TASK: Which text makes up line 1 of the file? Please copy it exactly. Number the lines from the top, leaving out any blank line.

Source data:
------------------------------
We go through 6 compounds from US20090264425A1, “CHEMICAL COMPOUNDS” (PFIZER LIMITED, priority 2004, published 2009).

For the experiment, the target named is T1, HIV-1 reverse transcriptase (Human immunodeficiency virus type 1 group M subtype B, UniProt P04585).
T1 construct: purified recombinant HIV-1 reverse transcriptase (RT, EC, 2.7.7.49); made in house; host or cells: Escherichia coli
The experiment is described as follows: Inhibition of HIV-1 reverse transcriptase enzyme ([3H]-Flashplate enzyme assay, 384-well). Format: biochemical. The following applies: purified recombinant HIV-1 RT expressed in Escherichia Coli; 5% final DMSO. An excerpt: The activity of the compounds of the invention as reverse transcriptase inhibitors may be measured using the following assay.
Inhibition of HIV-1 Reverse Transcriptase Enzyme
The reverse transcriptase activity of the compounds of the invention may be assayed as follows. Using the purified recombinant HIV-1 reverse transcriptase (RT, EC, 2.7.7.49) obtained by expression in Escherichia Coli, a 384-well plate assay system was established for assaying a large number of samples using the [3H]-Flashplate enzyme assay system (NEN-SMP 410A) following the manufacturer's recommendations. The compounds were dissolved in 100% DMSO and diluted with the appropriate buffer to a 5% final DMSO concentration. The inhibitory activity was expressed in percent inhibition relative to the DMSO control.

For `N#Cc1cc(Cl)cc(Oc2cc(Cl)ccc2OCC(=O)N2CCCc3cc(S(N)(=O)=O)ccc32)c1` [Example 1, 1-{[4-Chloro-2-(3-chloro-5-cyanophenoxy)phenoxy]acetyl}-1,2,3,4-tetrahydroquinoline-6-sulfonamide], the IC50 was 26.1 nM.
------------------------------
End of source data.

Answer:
We go through 6 compounds from US20090264425A1, “CHEMICAL COMPOUNDS” (PFIZER LIMITED, priority 2004, published 2009).